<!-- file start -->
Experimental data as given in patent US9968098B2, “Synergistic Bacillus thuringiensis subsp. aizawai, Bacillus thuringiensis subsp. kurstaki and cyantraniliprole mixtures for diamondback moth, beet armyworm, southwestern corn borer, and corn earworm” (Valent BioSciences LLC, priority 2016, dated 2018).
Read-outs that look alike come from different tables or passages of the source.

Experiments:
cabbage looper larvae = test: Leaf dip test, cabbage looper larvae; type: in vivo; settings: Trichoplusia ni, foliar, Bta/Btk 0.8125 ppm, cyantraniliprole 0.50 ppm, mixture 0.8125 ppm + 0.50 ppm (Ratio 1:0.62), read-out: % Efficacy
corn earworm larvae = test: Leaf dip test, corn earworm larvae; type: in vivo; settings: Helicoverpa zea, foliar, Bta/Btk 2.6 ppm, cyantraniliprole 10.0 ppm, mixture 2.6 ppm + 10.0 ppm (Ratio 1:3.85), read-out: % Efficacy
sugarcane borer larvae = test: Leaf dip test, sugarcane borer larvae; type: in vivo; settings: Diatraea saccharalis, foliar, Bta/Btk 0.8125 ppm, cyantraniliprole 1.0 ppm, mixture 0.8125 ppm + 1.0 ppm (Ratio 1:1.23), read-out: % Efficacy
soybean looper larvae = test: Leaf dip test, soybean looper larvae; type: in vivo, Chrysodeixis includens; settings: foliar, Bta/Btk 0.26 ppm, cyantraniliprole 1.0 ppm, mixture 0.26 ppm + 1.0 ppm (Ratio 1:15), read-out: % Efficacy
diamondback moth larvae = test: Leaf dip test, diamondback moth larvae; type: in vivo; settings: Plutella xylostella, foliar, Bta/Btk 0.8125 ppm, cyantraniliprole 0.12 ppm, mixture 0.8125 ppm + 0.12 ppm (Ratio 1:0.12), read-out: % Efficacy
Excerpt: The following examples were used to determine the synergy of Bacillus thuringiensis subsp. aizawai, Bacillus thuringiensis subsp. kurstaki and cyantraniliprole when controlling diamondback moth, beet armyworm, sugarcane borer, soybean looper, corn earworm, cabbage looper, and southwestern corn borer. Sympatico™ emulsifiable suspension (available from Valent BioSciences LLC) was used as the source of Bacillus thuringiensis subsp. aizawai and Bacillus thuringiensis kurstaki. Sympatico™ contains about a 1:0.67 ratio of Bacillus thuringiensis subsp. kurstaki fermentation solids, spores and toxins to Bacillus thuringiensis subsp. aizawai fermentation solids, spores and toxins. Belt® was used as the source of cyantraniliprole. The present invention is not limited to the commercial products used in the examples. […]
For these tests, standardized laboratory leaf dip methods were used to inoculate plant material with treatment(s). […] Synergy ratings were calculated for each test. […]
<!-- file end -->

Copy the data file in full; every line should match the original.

Experimental data as given in patent US9968098B2, “Synergistic Bacillus thuringiensis subsp. aizawai, Bacillus thuringiensis subsp. kurstaki and cyantraniliprole mixtures for diamondback moth, beet armyworm, southwestern corn borer, and corn earworm” (Valent BioSciences LLC, priority 2016, dated 2018).
Read-outs that look alike come from different tables or passages of the source.

Experiments:
cabbage looper larvae = test: Leaf dip test, cabbage looper larvae; type: in vivo; settings: Trichoplusia ni, foliar, Bta/Btk 0.8125 ppm, cyantraniliprole 0.50 ppm, mixture 0.8125 ppm + 0.50 ppm (Ratio 1:0.62), read-out: % Efficacy
corn earworm larvae = test: Leaf dip test, corn earworm larvae; type: in vivo; settings: Helicoverpa zea, foliar, Bta/Btk 2.6 ppm, cyantraniliprole 10.0 ppm, mixture 2.6 ppm + 10.0 ppm (Ratio 1:3.85), read-out: % Efficacy
sugarcane borer larvae = test: Leaf dip test, sugarcane borer larvae; type: in vivo; settings: Diatraea saccharalis, foliar, Bta/Btk 0.8125 ppm, cyantraniliprole 1.0 ppm, mixture 0.8125 ppm + 1.0 ppm (Ratio 1:1.23), read-out: % Efficacy
soybean looper larvae = test: Leaf dip test, soybean looper larvae; type: in vivo, Chrysodeixis includens; settings: foliar, Bta/Btk 0.26 ppm, cyantraniliprole 1.0 ppm, mixture 0.26 ppm + 1.0 ppm (Ratio 1:15), read-out: % Efficacy
diamondback moth larvae = test: Leaf dip test, diamondback moth larvae; type: in vivo; settings: Plutella xylostella, foliar, Bta/Btk 0.8125 ppm, cyantraniliprole 0.12 ppm, mixture 0.8125 ppm + 0.12 ppm (Ratio 1:0.12), read-out: % Efficacy
Excerpt: The following examples were used to determine the synergy of Bacillus thuringiensis subsp. aizawai, Bacillus thuringiensis subsp. kurstaki and cyantraniliprole when controlling diamondback moth, beet armyworm, sugarcane borer, soybean looper, corn earworm, cabbage looper, and southwestern corn borer. Sympatico™ emulsifiable suspension (available from Valent BioSciences LLC) was used as the source of Bacillus thuringiensis subsp. aizawai and Bacillus thuringiensis kurstaki. Sympatico™ contains about a 1:0.67 ratio of Bacillus thuringiensis subsp. kurstaki fermentation solids, spores and toxins to Bacillus thuringiensis subsp. aizawai fermentation solids, spores and toxins. Belt® was used as the source of cyantraniliprole. The present invention is not limited to the commercial products used in the examples. […]
For these tests, standardized laboratory leaf dip methods were used to inoculate plant material with treatment(s). […] Synergy ratings were calculated for each test. […]